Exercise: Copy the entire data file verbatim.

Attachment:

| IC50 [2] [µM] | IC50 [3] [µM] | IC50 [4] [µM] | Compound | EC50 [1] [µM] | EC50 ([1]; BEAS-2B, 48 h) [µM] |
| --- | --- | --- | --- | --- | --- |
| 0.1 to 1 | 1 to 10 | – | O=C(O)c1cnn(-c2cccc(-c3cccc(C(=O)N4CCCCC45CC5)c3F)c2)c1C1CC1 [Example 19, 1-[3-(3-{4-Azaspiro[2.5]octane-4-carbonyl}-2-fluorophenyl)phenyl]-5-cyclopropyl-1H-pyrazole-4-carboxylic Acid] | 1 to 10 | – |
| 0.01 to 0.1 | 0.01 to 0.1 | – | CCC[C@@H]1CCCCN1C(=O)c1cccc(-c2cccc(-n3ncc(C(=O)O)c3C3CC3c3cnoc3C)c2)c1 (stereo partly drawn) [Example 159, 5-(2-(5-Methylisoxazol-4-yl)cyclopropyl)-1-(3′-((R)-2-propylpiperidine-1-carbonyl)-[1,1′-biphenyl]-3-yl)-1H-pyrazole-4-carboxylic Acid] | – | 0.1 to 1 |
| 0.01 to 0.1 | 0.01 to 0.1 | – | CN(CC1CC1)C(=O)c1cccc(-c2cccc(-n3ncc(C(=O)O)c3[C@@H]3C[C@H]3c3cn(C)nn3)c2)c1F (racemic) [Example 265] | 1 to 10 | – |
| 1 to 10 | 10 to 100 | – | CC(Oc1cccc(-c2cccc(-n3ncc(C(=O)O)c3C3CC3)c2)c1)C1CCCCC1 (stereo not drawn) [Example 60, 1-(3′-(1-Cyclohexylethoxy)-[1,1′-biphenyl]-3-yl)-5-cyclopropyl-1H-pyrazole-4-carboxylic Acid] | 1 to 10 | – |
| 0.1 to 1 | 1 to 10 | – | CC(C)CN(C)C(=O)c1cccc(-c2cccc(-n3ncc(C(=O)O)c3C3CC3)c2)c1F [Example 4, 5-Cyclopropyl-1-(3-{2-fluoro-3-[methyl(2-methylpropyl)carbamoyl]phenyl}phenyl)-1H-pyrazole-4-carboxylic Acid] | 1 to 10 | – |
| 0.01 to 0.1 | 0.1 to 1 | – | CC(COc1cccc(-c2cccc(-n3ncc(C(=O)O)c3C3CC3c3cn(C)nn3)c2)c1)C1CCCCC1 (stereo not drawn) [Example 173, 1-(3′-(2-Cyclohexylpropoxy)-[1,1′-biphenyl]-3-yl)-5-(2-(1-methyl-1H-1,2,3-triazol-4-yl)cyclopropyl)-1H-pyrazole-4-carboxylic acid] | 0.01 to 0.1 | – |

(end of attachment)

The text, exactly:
| IC50 [2] [µM] | IC50 [3] [µM] | IC50 [4] [µM] | Compound | EC50 [1] [µM] | EC50 ([1]; BEAS-2B, 48 h) [µM] |
| --- | --- | --- | --- | --- | --- |
| 0.1 to 1 | 1 to 10 | – | O=C(O)c1cnn(-c2cccc(-c3cccc(C(=O)N4CCCCC45CC5)c3F)c2)c1C1CC1 [Example 19, 1-[3-(3-{4-Azaspiro[2.5]octane-4-carbonyl}-2-fluorophenyl)phenyl]-5-cyclopropyl-1H-pyrazole-4-carboxylic Acid] | 1 to 10 | – |
| 0.01 to 0.1 | 0.01 to 0.1 | – | CCC[C@@H]1CCCCN1C(=O)c1cccc(-c2cccc(-n3ncc(C(=O)O)c3C3CC3c3cnoc3C)c2)c1 (stereo partly drawn) [Example 159, 5-(2-(5-Methylisoxazol-4-yl)cyclopropyl)-1-(3′-((R)-2-propylpiperidine-1-carbonyl)-[1,1′-biphenyl]-3-yl)-1H-pyrazole-4-carboxylic Acid] | – | 0.1 to 1 |
| 0.01 to 0.1 | 0.01 to 0.1 | – | CN(CC1CC1)C(=O)c1cccc(-c2cccc(-n3ncc(C(=O)O)c3[C@@H]3C[C@H]3c3cn(C)nn3)c2)c1F (racemic) [Example 265] | 1 to 10 | – |
| 1 to 10 | 10 to 100 | – | CC(Oc1cccc(-c2cccc(-n3ncc(C(=O)O)c3C3CC3)c2)c1)C1CCCCC1 (stereo not drawn) [Example 60, 1-(3′-(1-Cyclohexylethoxy)-[1,1′-biphenyl]-3-yl)-5-cyclopropyl-1H-pyrazole-4-carboxylic Acid] | 1 to 10 | – |
| 0.1 to 1 | 1 to 10 | – | CC(C)CN(C)C(=O)c1cccc(-c2cccc(-n3ncc(C(=O)O)c3C3CC3)c2)c1F [Example 4, 5-Cyclopropyl-1-(3-{2-fluoro-3-[methyl(2-methylpropyl)carbamoyl]phenyl}phenyl)-1H-pyrazole-4-carboxylic Acid] | 1 to 10 | – |
| 0.01 to 0.1 | 0.1 to 1 | – | CC(COc1cccc(-c2cccc(-n3ncc(C(=O)O)c3C3CC3c3cn(C)nn3)c2)c1)C1CCCCC1 (stereo not drawn) [Example 173, 1-(3′-(2-Cyclohexylpropoxy)-[1,1′-biphenyl]-3-yl)-5-(2-(1-methyl-1H-1,2,3-triazol-4-yl)cyclopropyl)-1H-pyrazole-4-carboxylic acid] | 0.01 to 0.1 | – |